(Almost) a no-hitter

Despite the uproar since the post-iOS 9 ad blocking surge, with pronounced and heated discussion over the ethics, economic impact, social meaning, and much, much more, there has been far less focus on just how effective online advertising actually is. While we know that the digital advertising industry is large, do we actually understand its true material effects?

Effectiveness is, of course, very hard to define much less measure, and as someone with a personal history in PR, I am well aware of the fuzziness of marketing world ROI. But if we assume for a moment that the goal of most internet advertising is to drive traffic to the site displayed (let’s leave brand awareness to the side for now), then the key statistic remains the most basic:

Did a reader see the ad (impression) and then, did they actually click on the ad, or, did they actually respond to ad’s specific call to action. Based on what we know, they almost assuredly did not. According to the widely-accpeted statistics provided by Google-owned DoubleClick, the current overall CTR (or Click Through Rate) of global online advertising is: .06%. In other words, on average, it takes almost 1666 measurable impressions to generate a single click on the ad. Or to put it in gambling terms, the odds of a single impression leading to a click is 1666 to 1. It turns out that, according to a recent book on probabilities in daily life, you have the same odds of dying by falling off a cliff than you do of actually clicking on a particular web ad. Those numbers struck me as so pathetically low that I went to the source to see what the historical trends were. DoubleClick’s data goes back to 2010, and as the chart below shows, CTR’s have never been very good. Again, the data covers all types of online ads and all geographic regions over the last six years.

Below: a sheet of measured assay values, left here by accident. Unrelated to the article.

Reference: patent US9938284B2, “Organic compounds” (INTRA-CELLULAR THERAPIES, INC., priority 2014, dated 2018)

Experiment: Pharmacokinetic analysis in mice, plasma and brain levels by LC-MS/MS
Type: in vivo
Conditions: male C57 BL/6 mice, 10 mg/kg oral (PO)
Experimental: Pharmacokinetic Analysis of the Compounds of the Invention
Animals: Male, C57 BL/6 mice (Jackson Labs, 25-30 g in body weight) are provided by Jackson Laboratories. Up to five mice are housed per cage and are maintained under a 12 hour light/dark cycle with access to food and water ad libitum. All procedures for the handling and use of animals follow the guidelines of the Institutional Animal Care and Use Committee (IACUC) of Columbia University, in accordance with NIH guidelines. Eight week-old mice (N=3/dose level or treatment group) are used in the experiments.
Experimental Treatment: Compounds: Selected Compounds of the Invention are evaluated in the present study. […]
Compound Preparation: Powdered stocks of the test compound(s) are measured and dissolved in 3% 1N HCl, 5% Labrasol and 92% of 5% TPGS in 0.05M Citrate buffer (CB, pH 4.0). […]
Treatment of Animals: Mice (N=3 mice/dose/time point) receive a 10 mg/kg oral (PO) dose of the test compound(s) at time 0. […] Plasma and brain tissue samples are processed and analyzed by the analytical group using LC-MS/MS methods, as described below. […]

ctr_history The historical data has an average that is higher than we’ve seen in recent months, at .14%, so better, but not by much. At 713 to 1 odds, an average user still has about as much chance of clicking on an ad as a major league pitcher does of throwing a no-hitter. It happens, but, really, really rarely.

In addition, how many of those very, very few clicks were intentional? According to Google itself, up to 50% of clicks on mobile ads are unintentional.

Not to mention that heavily hyped, recent research, purports that up to 23% of the clicks on video ads, and at least 11% of the clicks on display ads, come from fraudulent ad bots, not human consumers.

Based on these numbers, all of which come from the advertising industry itself, the chances of any individual reader actually seeing an ad, and then consciously and willingly clicking on it are practically infinitesimal. According to another report, on the recent growth of malvertising , the odds of a reader getting a malicious infection from an ad might be higher than of the reader actually clicking on it.

And the advertisers are worried about ad blocking undermining the legitimacy of their industry? I would say they are doing that quite well enough on their own.

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